Another interesting point was the impact to businesses. We didn’t really see that big a hit with the original smoking ban I’m told, but now we’re expecting staff to try and see what kind of thing is putting off “smoke” in the corner after they’ve been trained for years that smoking is banned. That’s going to take time away from customers and ultimately cost the business money. (I’ll be it, I didn’t think it would be that much, time is still money and in a fragile economy our business friends need all the help they can get.)

All and all, I’m glad it passed, but I do think we need to have the significantly more complex conversation of how we can try to keep these things out of the hands of teens and kids. I’m no expert here and maybe there really isn’t anything that can be done. But I think we should at least discuss it and make sure we’re doing all we can.


 Public Nudity

Such an interesting topic! What surprised me was the number of women who didn’t support the exemption for nursing moms! Again, not an expert here (not even close), but I’ve seen the faces of new moms and it looks to me like they have enough to deal with already.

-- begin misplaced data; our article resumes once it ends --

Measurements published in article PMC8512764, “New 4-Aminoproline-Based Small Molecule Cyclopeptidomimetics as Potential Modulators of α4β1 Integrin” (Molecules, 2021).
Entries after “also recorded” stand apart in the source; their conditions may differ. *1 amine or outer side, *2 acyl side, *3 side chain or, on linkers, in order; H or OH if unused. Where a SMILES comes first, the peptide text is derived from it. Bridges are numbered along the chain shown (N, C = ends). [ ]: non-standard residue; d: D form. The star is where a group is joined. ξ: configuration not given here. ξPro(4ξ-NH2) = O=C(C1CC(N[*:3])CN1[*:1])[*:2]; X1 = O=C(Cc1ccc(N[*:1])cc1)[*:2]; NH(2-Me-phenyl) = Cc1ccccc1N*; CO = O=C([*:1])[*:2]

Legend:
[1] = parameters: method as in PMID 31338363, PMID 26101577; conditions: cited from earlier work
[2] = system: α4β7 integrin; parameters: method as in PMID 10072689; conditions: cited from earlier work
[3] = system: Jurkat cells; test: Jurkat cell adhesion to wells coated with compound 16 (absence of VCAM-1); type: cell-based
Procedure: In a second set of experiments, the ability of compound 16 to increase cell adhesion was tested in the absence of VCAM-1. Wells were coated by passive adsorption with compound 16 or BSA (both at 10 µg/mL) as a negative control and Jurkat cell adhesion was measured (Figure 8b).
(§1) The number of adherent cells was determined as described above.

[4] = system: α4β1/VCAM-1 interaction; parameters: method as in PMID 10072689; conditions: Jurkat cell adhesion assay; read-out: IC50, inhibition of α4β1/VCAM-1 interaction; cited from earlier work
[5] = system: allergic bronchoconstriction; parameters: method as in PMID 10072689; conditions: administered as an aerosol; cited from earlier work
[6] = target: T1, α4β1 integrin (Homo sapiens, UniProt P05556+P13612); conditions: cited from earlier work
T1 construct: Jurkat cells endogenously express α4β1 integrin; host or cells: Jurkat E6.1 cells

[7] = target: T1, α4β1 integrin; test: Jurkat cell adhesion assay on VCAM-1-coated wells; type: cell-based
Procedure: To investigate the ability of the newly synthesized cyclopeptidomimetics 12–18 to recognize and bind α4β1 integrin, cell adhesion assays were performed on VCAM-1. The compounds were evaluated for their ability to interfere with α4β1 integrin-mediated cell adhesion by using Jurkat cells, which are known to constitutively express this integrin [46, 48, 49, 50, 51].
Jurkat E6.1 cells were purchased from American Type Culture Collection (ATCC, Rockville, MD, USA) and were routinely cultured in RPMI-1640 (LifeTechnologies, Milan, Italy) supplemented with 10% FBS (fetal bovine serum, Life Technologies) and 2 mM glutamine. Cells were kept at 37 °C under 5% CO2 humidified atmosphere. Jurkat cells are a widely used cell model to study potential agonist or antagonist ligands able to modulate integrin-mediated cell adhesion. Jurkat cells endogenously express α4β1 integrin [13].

At any rate, this was also a tough choice. Anytime time you start to tinker with peoples right to expression, I take that very seriously. I wanted to make sure, that anyone taking prudent steps could still enjoy a more open lifestyle if they chose. After looking over the incidents of the recent past, it seems to me that those folks who are out and about in public are really just trying to get attention. I’m not so much ok with disturbing others just for that, plus I couldn’t really find any research to support running around in the nude as a good idea.

I do agree with Councilman Harmon in that I think the language about public places is a bit vague, but hopefully we can clean that up at some-point.

I’m hopeful that we’ve crafted a solution that, as much as possible, will allow people on both sides of the issue to live life as they choose, but if it doesn’t please be sure to let me know!

Transient Guests, Their Money, & Our Future

Guests in our community make up a big chunk of the money we can spend in Topeka. Part of our role on the Transient Guest Tax (TGT) Committee is to determine how to best reinvest that revenue to help maintain our ability to stay competitive in a tough industry. We’re surrounded by communities also fighting for the same guests, conferences, festivals, events and, you guessed it, revenue.  To help with that, most communities have a convention and visitors bureau tasked with making strategic investments that will bring folks to the community and increase tax revenue. In Topeka, we have Visit Topeka, which takes on that challenge and does a great job. On average, for every $1 we give them to invest, they are able to give the City $3 back in revenue.